At the 2019 Blossom Festival, a Veteran Guitarist in the Spotlight

United StatesUnited States 2019 Blossom Music Festival – Bizet, Rodrigo, Rimsky-Korsakov, Debussy: Pepe Romero (guitar), Cleveland Orchestra / Thierry Fischer (conductor), Blossom Music Center, Cuyahoga Falls, Ohio, 21.7.2019. (MSJ)

Bizet – Orchestral Suite from Carmen
RodrigoConcierto de Aranjuez
Rimsky-KorsakovCapriccio espagnol, Op.34
DebussyLa Mer

Pepe Romero first played in Cleveland with a summer pops version of the Cleveland Orchestra in 1966. After 53 years, he’s more than ever a master of the classical guitar, and that expertise made for a treasurable performance of Rodrigo’s beloved Concierto de Aranjuez. There may be a slight — very slight — autumnal broadening of the fast movements compared to his classic 1974 recording with Sir Neville Marriner and the Academy of St. Martin-in-the-Fields, but there was no lack of energy and bright color. Instead the focus was less on the instrumental brilliance, and more on making the instrument speak, as if the notes were a kind of language.

Nowhere was this more evident than in the poignant slow movement, breathtaking in its sorrow. At one point, audience and surroundings seemed united as a mourning dove began chirping along with Romero’s plaintive picking. The important English horn solo was played with equal flair by Robert Walters. An encore followed, a charming showpiece of personal significance: the Fantasia Cubana by the guitarist’s father, Celadonio Romero.

Making his debut with the orchestra — as a late stand-in for the indisposed Pablo Heras-Casado — Swiss conductor Thierry Fischer replaced Debussy’s Images with La Mer and excerpts from Bizet’s opera Carmen.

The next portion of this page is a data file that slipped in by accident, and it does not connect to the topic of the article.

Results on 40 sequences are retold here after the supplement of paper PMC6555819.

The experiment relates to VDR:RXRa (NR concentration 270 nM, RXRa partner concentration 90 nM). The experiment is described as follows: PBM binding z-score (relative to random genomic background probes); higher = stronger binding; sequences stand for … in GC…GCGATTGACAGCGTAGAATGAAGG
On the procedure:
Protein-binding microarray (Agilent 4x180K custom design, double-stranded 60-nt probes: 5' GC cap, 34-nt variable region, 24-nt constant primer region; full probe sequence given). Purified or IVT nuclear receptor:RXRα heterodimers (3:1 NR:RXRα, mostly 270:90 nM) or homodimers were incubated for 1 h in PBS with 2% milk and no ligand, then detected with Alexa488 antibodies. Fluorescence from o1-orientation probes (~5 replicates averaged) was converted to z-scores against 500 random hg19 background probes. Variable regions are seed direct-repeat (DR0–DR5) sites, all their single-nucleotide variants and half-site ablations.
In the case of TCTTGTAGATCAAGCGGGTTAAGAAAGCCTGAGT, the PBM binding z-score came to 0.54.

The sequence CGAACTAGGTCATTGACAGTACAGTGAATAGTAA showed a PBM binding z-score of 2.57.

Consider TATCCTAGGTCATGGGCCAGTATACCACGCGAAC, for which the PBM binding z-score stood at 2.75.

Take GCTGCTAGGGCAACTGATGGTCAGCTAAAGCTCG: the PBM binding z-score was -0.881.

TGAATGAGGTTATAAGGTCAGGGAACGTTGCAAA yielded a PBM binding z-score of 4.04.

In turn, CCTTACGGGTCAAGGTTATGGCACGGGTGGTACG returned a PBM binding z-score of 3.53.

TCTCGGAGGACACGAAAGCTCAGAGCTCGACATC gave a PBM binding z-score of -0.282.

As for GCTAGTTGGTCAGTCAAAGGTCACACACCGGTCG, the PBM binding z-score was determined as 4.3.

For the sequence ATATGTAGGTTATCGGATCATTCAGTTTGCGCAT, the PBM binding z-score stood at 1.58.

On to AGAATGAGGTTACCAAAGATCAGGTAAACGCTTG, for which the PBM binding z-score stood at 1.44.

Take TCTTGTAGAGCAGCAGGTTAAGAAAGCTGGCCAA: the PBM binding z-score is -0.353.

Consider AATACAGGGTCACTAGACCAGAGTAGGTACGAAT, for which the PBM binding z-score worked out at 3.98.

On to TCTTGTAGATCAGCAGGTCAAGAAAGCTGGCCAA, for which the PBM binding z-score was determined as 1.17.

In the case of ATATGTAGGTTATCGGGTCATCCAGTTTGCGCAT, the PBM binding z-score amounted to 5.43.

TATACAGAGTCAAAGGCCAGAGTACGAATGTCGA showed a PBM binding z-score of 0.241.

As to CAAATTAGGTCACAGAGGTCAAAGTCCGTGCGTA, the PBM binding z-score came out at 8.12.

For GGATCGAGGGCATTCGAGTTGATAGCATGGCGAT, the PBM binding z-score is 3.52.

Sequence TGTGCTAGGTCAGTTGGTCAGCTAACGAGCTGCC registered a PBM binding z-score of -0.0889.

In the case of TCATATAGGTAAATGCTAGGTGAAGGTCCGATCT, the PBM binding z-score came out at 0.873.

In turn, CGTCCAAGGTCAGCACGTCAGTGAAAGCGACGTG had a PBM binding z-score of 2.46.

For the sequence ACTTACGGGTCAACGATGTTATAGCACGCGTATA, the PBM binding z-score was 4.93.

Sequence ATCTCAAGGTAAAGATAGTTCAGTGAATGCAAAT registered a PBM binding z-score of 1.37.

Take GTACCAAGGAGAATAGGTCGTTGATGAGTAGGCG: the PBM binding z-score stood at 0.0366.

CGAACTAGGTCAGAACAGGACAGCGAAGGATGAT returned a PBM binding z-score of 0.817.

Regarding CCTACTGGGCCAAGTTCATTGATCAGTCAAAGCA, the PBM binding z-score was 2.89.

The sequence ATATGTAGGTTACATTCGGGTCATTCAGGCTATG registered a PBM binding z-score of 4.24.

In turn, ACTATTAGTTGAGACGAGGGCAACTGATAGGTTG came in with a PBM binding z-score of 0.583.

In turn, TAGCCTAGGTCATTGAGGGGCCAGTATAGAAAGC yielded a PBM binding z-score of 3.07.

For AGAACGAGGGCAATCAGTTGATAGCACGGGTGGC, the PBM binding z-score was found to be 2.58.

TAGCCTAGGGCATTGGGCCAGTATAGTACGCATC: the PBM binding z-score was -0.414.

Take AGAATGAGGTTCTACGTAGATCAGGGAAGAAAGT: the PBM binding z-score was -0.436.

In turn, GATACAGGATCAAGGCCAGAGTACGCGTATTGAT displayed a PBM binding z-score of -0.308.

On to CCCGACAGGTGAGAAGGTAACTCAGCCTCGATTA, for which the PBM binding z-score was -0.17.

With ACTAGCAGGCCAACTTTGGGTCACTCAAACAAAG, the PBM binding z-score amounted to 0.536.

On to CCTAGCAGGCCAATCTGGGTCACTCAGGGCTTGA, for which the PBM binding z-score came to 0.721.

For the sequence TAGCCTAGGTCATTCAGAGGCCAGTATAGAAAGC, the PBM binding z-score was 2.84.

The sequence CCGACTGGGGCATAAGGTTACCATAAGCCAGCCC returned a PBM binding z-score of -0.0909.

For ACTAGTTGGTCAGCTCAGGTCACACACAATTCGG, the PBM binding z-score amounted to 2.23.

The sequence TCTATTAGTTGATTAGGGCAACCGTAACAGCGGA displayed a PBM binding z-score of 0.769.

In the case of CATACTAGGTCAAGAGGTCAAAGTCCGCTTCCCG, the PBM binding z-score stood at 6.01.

The Carmen extracts were welcome fare, considering that over the years, the music became so famous that it has been pushed off to pops concerts. Of course, Bizet’s inspiration deserves to be heard as core repertory, and Fischer’s selections made a seven-piece suite of quasi-symphonic shape: starting fast, getting quiet in the middle, then closing fast again.

Overall, his emphasis was on the quieter parts, including a seductive ‘Nocturne’ featuring expressive solos by acting concertmaster Peter Otto. In many selections, Fischer’s conducting was minimal, sometimes to a fault in not giving the players preparatory upbeats to cue entrances. He held back the final ‘Danse Bohème’ until a fast sprint through the closing measures — an effective if calculated mannerism he repeated in the other two works.

The Rimsky-Korsakov Capriccio espagnol rightly showed off the ensemble, though at times Fischer didn’t sort textures as much as needed in the Blossom Pavilion’s lively acoustic. In particular, he waited until very late to press forward, missing some of the electric tension that can be generated. Nonetheless, the result was satisfying and even magical, particularly when the gently rolling snare drum blended into the soft rain falling outside.

The highlight was Debussy’s La Mer, a more vivid performance than composer/conductor Matthias Pintscher delivered in Cleveland two years ago. Fischer had the confidence to allow space in transitions, not driving the tempo forward without a specific reason. In the still center of the final movement, he created a dreamy otherworldliness before a convincing transition back to storminess, and then pressed onward into the exhilarating final pages.

Mark Sebastian Jordan

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